<local name="tsc.compile.file"/>

        <property name="tsc.compile.file" value="@{src}compile.list" />

        <!-- Optional arguments are not written to compile file when attributes not set -->
        <condition property="out.arg" value="" else='--out "@{out}"'>
            <equals arg1="@{out}" arg2="" />
        </condition>

        <condition property="module.arg" value="" else="--module @{module}">
            <equals arg1="@{module}" arg2="" />
        </condition>

        <condition property="comments.arg" value="" else="--comments">
            <equals arg1="@{comments}" arg2="" />
        </condition>

        <condition property="declarations.arg" value="" else="--declarations">
            <equals arg1="@{declarations}" arg2="" />
        </condition>

        <condition property="nolib.arg" value="" else="--nolib">
            <equals arg1="@{nolib}" arg2="" />
        </condition>

        <!-- Could have been defaulted to ES3 but let the compiler uses its own default is quite better -->
        <condition property="target.arg" value="" else="--target @{target}">
            <equals arg1="@{target}" arg2="" />
        </condition>

        <!-- Recursively read TypeScript source directory and generate a compile list -->
        <pathconvert property="typescript.file.list" dirsep="\" pathsep="${line.separator}">

            <fileset dir="@{src}">
                <include name="**/*.ts" />
            </fileset>

            <!-- In case regexp doesn't work on your computer, comment <mapper /> and uncomment <regexpmapper /> -->
            <mapper type="regexp" from="^(.*)$" to='"\1"' />
            <!--regexpmapper from="^(.*)$" to='"\1"' /-->

        </pathconvert>


        <!-- Write to the file -->
        <echo message="Writing tsc command line arguments to : ${tsc.compile.file}" />
        <echo file="${tsc.compile.file}" message="${typescript.file.list}${line.separator}${out.arg}${line.separator}${module.arg}${line.separator}${comments.arg}${line.separator}${declarations.arg}${line.separator}${nolib.arg}${line.separator}${target.arg}" append="false" />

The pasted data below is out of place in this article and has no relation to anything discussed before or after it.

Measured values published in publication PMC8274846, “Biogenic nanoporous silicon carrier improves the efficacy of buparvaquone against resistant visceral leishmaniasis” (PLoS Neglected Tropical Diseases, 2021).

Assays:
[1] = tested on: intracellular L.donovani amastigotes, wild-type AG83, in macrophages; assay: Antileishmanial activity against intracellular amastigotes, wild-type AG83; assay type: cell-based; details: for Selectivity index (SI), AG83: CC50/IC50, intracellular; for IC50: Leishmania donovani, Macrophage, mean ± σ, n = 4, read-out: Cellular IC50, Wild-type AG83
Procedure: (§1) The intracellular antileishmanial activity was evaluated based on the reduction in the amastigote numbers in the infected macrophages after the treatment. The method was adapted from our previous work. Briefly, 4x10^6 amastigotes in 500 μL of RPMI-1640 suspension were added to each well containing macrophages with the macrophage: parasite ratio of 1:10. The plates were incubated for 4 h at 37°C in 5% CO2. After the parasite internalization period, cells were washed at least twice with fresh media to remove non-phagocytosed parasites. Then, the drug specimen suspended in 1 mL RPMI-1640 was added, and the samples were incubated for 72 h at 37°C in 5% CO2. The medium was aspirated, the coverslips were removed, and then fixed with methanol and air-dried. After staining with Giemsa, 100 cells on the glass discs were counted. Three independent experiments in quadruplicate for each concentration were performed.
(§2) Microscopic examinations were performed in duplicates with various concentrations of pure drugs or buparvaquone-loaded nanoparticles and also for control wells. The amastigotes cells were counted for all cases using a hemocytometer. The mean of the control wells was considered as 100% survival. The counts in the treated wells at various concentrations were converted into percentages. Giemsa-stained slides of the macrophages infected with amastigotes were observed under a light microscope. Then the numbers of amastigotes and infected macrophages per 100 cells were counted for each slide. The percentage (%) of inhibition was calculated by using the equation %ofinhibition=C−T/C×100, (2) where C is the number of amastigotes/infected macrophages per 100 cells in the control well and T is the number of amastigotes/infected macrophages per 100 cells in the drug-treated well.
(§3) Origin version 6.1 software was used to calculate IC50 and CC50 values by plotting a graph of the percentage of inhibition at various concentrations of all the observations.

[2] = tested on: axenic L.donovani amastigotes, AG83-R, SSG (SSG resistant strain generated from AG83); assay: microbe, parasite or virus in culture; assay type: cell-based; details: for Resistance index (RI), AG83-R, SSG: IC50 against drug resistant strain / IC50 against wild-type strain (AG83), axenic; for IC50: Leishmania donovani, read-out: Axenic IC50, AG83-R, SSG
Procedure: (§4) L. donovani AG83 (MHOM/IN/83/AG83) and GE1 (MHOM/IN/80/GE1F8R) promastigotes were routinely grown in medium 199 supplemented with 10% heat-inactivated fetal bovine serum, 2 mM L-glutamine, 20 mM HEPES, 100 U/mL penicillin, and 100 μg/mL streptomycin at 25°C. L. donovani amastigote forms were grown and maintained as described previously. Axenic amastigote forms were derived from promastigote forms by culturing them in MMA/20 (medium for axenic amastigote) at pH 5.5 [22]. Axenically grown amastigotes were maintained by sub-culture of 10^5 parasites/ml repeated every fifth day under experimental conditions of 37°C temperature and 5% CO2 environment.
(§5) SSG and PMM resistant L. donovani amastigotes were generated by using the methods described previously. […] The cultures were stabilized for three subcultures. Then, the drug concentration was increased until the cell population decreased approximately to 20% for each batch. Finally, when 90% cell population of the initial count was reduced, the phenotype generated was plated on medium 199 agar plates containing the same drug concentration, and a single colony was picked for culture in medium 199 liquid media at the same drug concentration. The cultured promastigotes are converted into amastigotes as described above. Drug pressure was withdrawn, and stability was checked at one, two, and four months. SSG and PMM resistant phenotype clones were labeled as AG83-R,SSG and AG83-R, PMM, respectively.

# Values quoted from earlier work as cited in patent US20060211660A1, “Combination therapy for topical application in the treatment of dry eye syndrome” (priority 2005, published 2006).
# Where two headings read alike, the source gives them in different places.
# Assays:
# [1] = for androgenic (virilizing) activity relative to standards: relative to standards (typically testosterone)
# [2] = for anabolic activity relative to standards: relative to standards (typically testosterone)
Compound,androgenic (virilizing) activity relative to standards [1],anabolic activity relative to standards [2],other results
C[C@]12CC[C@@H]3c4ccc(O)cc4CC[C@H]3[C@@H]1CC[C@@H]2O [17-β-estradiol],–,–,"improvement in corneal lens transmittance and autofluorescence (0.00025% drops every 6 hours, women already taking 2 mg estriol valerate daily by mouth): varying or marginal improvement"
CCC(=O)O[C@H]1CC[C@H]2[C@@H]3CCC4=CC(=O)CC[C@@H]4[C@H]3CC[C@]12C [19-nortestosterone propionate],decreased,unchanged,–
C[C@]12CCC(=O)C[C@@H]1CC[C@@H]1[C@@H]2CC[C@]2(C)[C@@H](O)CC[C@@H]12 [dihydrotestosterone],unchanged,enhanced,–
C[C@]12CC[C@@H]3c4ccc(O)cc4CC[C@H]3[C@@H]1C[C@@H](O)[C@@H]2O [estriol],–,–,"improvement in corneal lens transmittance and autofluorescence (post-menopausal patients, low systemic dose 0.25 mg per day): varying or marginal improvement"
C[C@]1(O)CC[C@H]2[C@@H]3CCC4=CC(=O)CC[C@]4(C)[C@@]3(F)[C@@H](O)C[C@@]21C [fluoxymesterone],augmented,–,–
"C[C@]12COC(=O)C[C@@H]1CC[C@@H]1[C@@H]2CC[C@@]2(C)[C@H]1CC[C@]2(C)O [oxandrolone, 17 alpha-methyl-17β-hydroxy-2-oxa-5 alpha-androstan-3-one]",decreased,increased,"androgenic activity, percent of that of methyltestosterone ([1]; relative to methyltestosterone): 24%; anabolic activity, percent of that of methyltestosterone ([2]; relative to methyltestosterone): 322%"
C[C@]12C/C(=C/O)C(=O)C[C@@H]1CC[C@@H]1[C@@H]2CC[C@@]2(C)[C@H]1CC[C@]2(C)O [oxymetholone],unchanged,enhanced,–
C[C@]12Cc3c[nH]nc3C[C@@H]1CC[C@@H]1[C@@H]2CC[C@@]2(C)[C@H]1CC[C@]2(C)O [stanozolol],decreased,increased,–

<!-- Compile using the generated compile file -->
        <echo message="Calling ${typescript.compiler.path} with ${tsc.compile.file}" />
        <exec dir="@{src}" executable="${typescript.compiler.path}">
            <arg value="@${tsc.compile.file}"/>
        </exec>

        <!-- Finally delete the compile file -->
        <echo message="${tsc.compile.file} deleted" />
        <delete file="${tsc.compile.file}" />

    </sequential>

</macrodef>

Use it in your build file with :

    <!-- Compile a single JavaScript file in the bin dir for release -->
    <TypeScriptCompileDir
        src="${src-js.dir}"
        out="${release-file-path}"
        module="amd"
    />

It is used in the project PureMVC for TypeScript I'm working on at the time using Webstorm.

2
0

EDIT: Note, this is if you have multiple tsconfig.json files in your typescript source. For my project we have each tsconfig.json file compile to a differently-named .js file. This makes watching every typescript file really easy.

I wrote a sweet bash script that finds all of your tsconfig.json files and runs them in the background, and then if you CTRL+C the terminal it will close all the running typescript watch commands.

This is tested on MacOS, but should work anywhere that BASH 3.2.57 is supported. Future versions may have changed some things, so be careful!

#!/bin/bash
# run "chmod +x typescript-search-and-compile.sh" in the directory of this file to ENABLE execution of this script
# then in terminal run "path/to/this/file/typescript-search-and-compile.sh" to execute this script
# (or "./typescript-search-and-compile.sh" if your terminal is in the folder the script is in)

# !!! CHANGE ME !!!    
# location of your scripts root folder
# make sure that you do not add a trailing "/" at the end!!
# also, no spaces! If you have a space in the filepath, then
# you have to follow this link: https://stackoverflow.com/a/16703720/9800782
sr=~/path/to/scripts/root/folder
# !!! CHANGE ME !!!

# find all typescript config files
scripts=$(find $sr -name "tsconfig.json")

for s in $scripts
do
    # strip off the word "tsconfig.json"
    cd ${s%/*} # */ # this function gets incorrectly parsed by style linters on web
    # run the typescript watch in the background
    tsc -w &
    # get the pid of the last executed background function
    pids+=$!
    # save it to an array
    pids+=" "
done

# end all processes we spawned when you close this process
wait $pids

Helpful resources:

1
0

In linux I use:

tsc -w $(find . | grep .ts)

This will watch every typescript file under the current directory.

1
  • I suppose you have to restart it every time you create a new file or rename an existing one – G. Kashtanov Jun 18 at 19:43

Your Answer

By clicking “Post Your Answer”, you agree to our terms of service, privacy policy and cookie policy

Not the answer you're looking for? Browse other questions tagged or ask your own question.